High-Blood Pressure Food, 1Z!

Thank you for visiting our pages today. We are so excited to have you with us, especially our friends from the US, Greece, & Australia 😉

Dear 1Zumba friend, you seemed to be a bit not in the mood, what is going on with you. I’m sorry for what happened to your plant, n I feel partially responsible; probably I didn’t give you enough tips about how to take care of her. 😉

Our question no. 36 today is:

Q36-1Z

Since the time is very limited for our post today, we will just answer few questions that we received lately.

Many asked for some recipes, for healthy food, for which we will answer soon. Magi asked about the best food to eat for kidney patients.

Ghandi suggested having a post for high pressure diets, which is a good idea, since many people lately under a lot of stress, and that in itself causes the blood pressure to go up. Let us see what is the best healthy food for them.

Foods Heal
Ever wonder how to lower blood pressure naturally? Sodium has always been the blood pressure bogeyman—shake most of it from your high blood pressure diet and you’ll be safe. But research now shows that it’s just as important to choose foods naturally low in sodium and high in at least two of the three power minerals: calcium, magnesium, and potassium. Add in these 13 well-balanced foods to your diet to cut your risk of stroke and heart attack nearly in half. (Looking for natural remedies that really work? Prevention has smart answers—get a FREE trial + 12 FREE gifts.)

H-Blood Pressure FoodWhite beans
One cup of white beans provides 13% of the calcium, 30% of the magnesium, and 24% of the potassium you need every day.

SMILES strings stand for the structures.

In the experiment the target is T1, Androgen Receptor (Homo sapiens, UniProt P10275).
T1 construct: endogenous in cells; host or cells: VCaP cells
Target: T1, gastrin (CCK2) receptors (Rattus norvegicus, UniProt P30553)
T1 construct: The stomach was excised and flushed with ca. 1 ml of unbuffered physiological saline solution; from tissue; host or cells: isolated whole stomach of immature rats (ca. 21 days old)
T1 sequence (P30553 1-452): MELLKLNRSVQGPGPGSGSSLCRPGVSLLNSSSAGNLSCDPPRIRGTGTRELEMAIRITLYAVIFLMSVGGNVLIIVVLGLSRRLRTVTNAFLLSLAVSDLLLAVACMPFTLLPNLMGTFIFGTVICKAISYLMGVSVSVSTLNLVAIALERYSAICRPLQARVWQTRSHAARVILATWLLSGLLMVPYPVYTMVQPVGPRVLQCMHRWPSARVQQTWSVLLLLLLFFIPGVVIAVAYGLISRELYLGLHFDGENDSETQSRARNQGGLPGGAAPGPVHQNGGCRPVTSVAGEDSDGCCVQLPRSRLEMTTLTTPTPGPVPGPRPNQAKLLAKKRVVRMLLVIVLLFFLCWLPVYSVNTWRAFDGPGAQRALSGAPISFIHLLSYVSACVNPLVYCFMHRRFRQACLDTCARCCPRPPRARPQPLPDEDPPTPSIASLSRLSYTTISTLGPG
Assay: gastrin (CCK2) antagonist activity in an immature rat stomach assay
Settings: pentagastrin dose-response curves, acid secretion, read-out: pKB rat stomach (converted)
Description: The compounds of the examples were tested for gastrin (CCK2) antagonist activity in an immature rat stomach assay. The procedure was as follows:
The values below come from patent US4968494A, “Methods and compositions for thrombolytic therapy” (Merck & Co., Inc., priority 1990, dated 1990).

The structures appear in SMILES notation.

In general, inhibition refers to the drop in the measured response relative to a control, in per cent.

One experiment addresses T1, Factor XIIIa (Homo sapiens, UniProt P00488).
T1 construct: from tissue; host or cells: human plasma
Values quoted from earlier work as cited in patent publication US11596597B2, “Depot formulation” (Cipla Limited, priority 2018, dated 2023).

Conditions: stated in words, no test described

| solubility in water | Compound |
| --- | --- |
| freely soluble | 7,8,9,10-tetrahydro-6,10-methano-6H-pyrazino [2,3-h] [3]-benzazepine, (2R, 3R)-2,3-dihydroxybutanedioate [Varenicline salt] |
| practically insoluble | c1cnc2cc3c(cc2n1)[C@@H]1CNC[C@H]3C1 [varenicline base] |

Tip: You can use this comfort food in side dishes, soups, and entrées. As a meatless source of protein, it’s a great choice for vegetarians. Choose no-salt added or well-rinsed low-sodium canned white beans, or cook dried beans overnight in a slow cooker.

Fat-free plain yogurt
One cup of fat-free plain yogurt provides 49% of the calcium, 12% of the magnesium, and 18% of the potassium you need every day.

Tip: Cool and creamy, yogurt is a star ingredient in mineral-rich breakfasts, in sauces and salad dressings, and even in entrées. Most brands of regular yogurt tend to be a bit higher in calcium than Greek varieties. You can control the fat and nutrient content by making your own yogurt at home for your high blood pressure diet. (Keep things interesting with these 8 tasty yogurt toppings.)

Tilapia
Four ounces of tilapia provides 8% of the magnesium and 8% of the potassium you need every day.

Tip: This mild white fish is available year-round in supermarkets and fish stores, fresh or as frozen fillets. You can roast it, bake it, and sauté it, flavor it with a variety of seasonings, and even top it with mineral-rich kiwi-avocado salsa. Tilapia is extremely low in environmental toxins like mercury, and it is considered a sustainable, environmentally friendly choice. Most US-raised tilapia is grown in closed-system fish farms on plant-based diets, an approach that doesn’t threaten stocks of wild fish, according to the nonprofit Food & Water Watch.
Kiwifruit

Kiwi
One kiwifruit provides 2% of the calcium, 7% of the magnesium, and 9% of the potassium you need every day.

Tip: Kiwifruit is available year-round in supermarkets, hailing from California orchards November through May and from New Zealand June through October. (Kiwifruit was named after New Zealand’s native kiwi bird, whose brown, fuzzy coat resembles the skin of this fruit.) Ripe kiwis can be stored in the fridge or on your counter. They contain more vitamin C than a same-size serving of orange slices.

Peaches and nectarines